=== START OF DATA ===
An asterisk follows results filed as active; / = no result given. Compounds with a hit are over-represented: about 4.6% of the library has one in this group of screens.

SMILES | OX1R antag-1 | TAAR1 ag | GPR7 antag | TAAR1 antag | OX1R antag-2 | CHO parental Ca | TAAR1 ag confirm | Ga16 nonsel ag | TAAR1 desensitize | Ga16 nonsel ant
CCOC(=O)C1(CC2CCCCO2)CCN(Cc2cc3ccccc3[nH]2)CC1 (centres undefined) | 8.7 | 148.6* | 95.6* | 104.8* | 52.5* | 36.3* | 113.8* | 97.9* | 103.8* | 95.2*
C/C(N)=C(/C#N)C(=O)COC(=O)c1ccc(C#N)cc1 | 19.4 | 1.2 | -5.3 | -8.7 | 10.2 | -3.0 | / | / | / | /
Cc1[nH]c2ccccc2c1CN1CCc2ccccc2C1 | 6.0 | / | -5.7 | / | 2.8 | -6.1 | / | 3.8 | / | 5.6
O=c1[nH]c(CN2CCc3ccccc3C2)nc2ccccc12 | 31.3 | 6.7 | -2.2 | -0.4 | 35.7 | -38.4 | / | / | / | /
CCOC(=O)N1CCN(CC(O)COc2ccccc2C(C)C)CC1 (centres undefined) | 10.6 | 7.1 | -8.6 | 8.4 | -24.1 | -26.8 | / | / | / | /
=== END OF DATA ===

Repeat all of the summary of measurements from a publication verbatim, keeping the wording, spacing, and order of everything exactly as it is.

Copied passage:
An asterisk follows results filed as active; / = no result given. Compounds with a hit are over-represented: about 4.6% of the library has one in this group of screens.

SMILES | OX1R antag-1 | TAAR1 ag | GPR7 antag | TAAR1 antag | OX1R antag-2 | CHO parental Ca | TAAR1 ag confirm | Ga16 nonsel ag | TAAR1 desensitize | Ga16 nonsel ant
CCOC(=O)C1(CC2CCCCO2)CCN(Cc2cc3ccccc3[nH]2)CC1 (centres undefined) | 8.7 | 148.6* | 95.6* | 104.8* | 52.5* | 36.3* | 113.8* | 97.9* | 103.8* | 95.2*
C/C(N)=C(/C#N)C(=O)COC(=O)c1ccc(C#N)cc1 | 19.4 | 1.2 | -5.3 | -8.7 | 10.2 | -3.0 | / | / | / | /
Cc1[nH]c2ccccc2c1CN1CCc2ccccc2C1 | 6.0 | / | -5.7 | / | 2.8 | -6.1 | / | 3.8 | / | 5.6
O=c1[nH]c(CN2CCc3ccccc3C2)nc2ccccc12 | 31.3 | 6.7 | -2.2 | -0.4 | 35.7 | -38.4 | / | / | / | /
CCOC(=O)N1CCN(CC(O)COc2ccccc2C(C)C)CC1 (centres undefined) | 10.6 | 7.1 | -8.6 | 8.4 | -24.1 | -26.8 | / | / | / | /